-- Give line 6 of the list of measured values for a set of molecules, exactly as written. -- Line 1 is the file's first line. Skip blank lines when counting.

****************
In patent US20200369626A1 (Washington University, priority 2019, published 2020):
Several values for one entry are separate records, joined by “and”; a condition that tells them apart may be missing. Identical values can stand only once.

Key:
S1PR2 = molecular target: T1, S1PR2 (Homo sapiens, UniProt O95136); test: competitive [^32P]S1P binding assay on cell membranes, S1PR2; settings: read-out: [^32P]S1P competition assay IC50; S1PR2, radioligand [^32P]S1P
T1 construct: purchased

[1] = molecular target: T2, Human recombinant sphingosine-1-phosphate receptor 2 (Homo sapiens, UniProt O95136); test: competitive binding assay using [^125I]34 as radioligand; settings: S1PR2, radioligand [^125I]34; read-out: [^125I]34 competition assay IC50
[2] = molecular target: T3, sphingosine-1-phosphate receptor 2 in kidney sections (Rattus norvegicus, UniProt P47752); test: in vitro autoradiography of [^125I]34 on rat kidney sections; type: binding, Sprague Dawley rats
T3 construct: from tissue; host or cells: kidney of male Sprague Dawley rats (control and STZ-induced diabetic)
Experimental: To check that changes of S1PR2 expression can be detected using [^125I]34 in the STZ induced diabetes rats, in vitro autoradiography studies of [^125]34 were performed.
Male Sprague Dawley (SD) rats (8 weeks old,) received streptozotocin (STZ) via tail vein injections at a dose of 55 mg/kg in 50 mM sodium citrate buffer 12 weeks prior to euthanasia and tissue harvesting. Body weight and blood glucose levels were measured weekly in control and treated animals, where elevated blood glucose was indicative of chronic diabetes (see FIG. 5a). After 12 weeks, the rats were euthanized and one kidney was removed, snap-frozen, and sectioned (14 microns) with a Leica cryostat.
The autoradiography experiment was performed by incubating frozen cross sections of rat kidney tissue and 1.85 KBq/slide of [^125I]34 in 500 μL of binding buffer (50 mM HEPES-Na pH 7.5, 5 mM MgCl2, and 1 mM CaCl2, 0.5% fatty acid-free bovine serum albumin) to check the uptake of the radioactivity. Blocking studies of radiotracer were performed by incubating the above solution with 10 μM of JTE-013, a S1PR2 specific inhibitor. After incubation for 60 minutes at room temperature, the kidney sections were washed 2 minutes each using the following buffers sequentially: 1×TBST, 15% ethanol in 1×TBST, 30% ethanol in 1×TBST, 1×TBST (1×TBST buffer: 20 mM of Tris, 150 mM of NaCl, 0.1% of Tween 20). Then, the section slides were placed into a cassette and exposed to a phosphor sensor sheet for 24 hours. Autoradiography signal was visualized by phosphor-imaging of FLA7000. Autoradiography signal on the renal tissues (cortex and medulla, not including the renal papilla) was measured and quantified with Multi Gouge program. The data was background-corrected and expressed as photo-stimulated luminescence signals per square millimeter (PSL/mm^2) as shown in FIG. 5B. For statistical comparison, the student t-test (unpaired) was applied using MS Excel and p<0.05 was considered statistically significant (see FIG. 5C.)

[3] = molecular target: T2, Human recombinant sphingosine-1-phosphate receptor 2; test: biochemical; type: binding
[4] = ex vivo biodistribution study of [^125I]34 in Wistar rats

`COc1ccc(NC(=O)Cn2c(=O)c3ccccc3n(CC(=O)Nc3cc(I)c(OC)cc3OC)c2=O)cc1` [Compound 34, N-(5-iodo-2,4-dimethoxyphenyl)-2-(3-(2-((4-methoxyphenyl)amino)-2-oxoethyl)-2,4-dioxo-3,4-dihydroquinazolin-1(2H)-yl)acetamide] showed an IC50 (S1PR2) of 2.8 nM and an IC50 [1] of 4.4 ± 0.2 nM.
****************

[1] = molecular target: T2, Human recombinant sphingosine-1-phosphate receptor 2 (Homo sapiens, UniProt O95136); test: competitive binding assay using [^125I]34 as radioligand; settings: S1PR2, radioligand [^125I]34; read-out: [^125I]34 competition assay IC50